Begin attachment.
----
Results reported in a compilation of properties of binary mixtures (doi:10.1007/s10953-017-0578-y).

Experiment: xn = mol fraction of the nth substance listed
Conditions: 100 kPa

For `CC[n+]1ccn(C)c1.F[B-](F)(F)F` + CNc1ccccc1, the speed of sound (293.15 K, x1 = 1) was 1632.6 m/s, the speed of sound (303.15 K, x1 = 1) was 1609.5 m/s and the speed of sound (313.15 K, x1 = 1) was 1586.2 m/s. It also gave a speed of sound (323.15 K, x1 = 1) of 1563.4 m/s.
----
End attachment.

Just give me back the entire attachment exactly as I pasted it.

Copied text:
Results reported in a compilation of properties of binary mixtures (doi:10.1007/s10953-017-0578-y).

Experiment: xn = mol fraction of the nth substance listed
Conditions: 100 kPa

For `CC[n+]1ccn(C)c1.F[B-](F)(F)F` + CNc1ccccc1, the speed of sound (293.15 K, x1 = 1) was 1632.6 m/s, the speed of sound (303.15 K, x1 = 1) was 1609.5 m/s and the speed of sound (313.15 K, x1 = 1) was 1586.2 m/s. It also gave a speed of sound (323.15 K, x1 = 1) of 1563.4 m/s.